Sheppard: The prevalence of mental disorders varies according to conditions and according to sex and age. In general, I don’t think we can say that mental health conditions or disorders affect women more than men. There are groups at risk, but vulnerability depends on the context and varies a lot. Of course, social determinants such as poverty, unstable housing, and exposure to adversity can significantly increase risk.
Univadis: According to the statistics recently provided by the WHO, changes in the environment are directly and indirectly affecting people’s mental health and psychosocial well-being. The new report highlights the gap between countries when it comes to addressing this complex problem. Is there any country that is carrying out political or innovative initiatives in this regard?
Sheppard: Yes, there are many case studies in the policy brief that highlight important work in the area. There are strong examples that are highlighted in the summary. One of them is India and its resilient cities program. Focused on the reduction of disaster risk, climate resilience, and mental health and psychosocial support at city level, this project resulted from a collaboration between the United Nations Development Program (UNDP) and the Indian National Institute of Mental Health and Neurosciences (NIMHANS), which began in 2017.
Univadis: In addition to mental health, we are seeing how climate change is causing the appearance and resurgence of zoonoses, such as the pandemic caused by coronavirus and now monkeypox.
Sheppard: Mike Ryan, head of emergency situations at WHO, stated at the beginning of June that the increase in zoonoses raises the risk of new pandemics. Infections transmitted from animals to humans, such as Ebola, COVID-19, or monkeypox, have multiplied in recent years. Climate change alters the conditions for pathogens and zoonotic disease vectors and their distribution. The intensification of travel, for example, allows them to spread more quickly and in a more uncontrolled way.
Human health, including mental health, is connected to animal health. As various materials available to us from our World Health Day 2022 campaign examine, the links between planetary health and human health are inextricable.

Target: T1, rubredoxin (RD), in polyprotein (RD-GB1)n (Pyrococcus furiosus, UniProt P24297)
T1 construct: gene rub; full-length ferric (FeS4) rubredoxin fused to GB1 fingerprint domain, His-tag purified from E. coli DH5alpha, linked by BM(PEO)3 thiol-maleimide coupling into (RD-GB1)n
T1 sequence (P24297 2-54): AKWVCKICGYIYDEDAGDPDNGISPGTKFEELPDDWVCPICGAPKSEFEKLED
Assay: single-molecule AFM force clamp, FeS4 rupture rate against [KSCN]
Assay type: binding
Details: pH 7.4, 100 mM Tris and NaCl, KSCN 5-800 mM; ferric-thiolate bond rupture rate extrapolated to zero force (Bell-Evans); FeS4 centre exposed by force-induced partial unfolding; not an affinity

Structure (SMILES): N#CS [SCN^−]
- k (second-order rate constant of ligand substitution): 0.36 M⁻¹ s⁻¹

Univadis: How is it possible that while scientific progress advances and more powerful and efficient technologies are developed, we become increasingly vulnerable to environmental phenomena?
Sheppard: Scientific advancement improves our understanding of the quality and scale of the health impacts of climate change, including the identification of the most vulnerable groups, as well as the adaptation and mitigation measures that would work to reduce its consequences on health. At the same time, climate change is widespread, rapid, and intensifying. Technological advances have a role to play in mitigation, particularly those tools that reduce our dependence on burning fossil fuels, as well as adaptation to climate change. For example, early warning systems for extreme weather events could reduce those vulnerabilities your question mentioned.
On the other hand, the measures proposed by the latest report on mental health and climate change have multiple effects. Some are particularly powerful and are not overly dependent on new technology. These include changing our mode of transport to low-emission, physically active ways to get around (walking, cycling), the benefits of which are already more than proven for both the environment and human health.
This article was translated from Univadis Spain.
Editor’s Note: The Univadis Spain story inadvertently misspelled the interview subject’s name. The correct spelling is Sheppard.